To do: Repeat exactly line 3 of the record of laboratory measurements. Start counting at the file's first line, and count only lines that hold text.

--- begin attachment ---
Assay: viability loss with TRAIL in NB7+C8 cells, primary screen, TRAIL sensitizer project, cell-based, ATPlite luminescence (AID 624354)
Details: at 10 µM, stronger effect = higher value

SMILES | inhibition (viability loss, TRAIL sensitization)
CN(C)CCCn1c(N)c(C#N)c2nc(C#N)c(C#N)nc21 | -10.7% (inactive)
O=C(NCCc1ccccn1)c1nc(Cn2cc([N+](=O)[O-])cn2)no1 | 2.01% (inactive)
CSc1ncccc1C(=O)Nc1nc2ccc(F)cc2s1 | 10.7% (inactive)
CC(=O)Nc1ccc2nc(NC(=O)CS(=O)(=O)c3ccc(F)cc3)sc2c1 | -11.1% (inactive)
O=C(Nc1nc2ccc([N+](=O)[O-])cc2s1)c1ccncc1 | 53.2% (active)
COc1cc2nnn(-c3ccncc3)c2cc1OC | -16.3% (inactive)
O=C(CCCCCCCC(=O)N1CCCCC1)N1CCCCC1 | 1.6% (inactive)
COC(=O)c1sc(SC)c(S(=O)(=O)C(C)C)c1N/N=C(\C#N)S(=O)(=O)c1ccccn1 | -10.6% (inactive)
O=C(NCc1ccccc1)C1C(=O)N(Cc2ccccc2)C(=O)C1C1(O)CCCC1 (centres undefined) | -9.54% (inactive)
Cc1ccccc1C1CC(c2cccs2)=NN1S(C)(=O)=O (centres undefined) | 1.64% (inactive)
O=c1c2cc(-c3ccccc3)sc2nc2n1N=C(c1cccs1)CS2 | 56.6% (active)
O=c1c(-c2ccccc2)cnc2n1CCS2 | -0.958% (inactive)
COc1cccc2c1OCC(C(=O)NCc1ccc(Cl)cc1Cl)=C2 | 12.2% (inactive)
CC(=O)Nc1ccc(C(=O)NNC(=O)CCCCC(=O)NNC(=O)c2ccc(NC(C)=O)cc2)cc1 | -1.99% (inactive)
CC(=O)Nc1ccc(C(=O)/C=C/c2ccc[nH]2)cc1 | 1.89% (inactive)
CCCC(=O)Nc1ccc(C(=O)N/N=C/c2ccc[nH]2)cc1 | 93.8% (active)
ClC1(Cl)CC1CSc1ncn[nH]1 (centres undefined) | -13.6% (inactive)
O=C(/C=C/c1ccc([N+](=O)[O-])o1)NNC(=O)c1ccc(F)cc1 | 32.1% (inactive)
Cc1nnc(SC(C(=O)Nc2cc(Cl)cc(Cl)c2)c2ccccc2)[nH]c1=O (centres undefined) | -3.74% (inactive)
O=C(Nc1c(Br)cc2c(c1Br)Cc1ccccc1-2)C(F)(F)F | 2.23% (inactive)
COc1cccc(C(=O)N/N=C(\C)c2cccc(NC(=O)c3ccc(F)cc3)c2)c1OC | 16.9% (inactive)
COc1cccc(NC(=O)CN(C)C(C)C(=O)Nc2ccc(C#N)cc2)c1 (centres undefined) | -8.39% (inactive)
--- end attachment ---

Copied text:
SMILES | inhibition (viability loss, TRAIL sensitization)